Privately held companies invest substantially more than do publicly traded companies matched for industry and size, according to a recent study by researchers at New York University and Harvard University that used Sageworks’ data. The findings are consistent with theories linking conservative investing to public firm executives’ worries over stock prices, according to the working paper for the National Bureau of Economic Research.
Ninety-nine percent of U.S. firms with employees are privately held, so their investments in capital expenditures and mergers and acquisitions are important as the economy continues to recover from the worst recession since the Great Depression. Relatively little has been known, however, about how these companies invest, and how the behavior compares to public companies, because private companies are rarely required to disclose their financials.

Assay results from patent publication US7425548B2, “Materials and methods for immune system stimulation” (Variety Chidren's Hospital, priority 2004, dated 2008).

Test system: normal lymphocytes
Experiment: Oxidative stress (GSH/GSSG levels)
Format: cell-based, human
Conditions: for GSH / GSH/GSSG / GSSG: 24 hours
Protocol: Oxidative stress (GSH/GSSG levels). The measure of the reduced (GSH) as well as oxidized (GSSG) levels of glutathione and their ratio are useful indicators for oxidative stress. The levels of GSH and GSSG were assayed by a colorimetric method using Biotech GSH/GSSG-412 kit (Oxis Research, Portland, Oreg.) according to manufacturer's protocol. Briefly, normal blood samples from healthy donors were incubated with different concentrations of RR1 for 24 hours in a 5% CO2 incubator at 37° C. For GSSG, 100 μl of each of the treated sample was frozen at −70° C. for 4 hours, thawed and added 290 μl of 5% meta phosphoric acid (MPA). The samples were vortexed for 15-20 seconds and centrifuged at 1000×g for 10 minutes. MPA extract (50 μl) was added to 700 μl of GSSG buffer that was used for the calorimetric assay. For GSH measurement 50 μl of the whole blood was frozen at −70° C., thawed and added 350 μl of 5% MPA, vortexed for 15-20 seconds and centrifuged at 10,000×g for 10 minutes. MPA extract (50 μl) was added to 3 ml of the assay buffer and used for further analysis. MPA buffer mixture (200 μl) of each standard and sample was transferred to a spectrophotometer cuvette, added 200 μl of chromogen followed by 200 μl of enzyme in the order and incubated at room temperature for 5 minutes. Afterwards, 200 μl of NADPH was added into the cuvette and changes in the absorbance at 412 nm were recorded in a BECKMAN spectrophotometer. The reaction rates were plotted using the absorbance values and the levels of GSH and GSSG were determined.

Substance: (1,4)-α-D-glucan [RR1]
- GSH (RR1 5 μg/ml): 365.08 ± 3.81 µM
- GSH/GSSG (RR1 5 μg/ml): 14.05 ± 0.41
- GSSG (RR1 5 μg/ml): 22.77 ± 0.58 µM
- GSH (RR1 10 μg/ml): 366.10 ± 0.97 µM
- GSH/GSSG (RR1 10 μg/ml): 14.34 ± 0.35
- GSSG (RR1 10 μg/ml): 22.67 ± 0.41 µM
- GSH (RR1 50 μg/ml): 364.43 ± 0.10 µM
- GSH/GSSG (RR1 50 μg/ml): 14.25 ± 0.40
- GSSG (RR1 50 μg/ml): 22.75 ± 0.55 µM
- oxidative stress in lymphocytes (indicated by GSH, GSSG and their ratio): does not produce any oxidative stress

Using private-company data from Sageworks, the researchers found that private firms, on average, invest nearly 10 percent of total assets each year, compared with only 4 percent investments for similar public firms.
Public companies also invest “in a way that is considerably less responsive to changes in investment opportunities, especially in industries in which stock prices are quite sensitive to earnings news,” write John Asker, associate professor of economics at New York University’s Stern School of Business, Joan Farre-Mensa, assistant professor at Harvard Business School, and Alexander Ljungqvist, NYU professor of finance and entrepreneurship.
Read the entire data release from Sageworks here.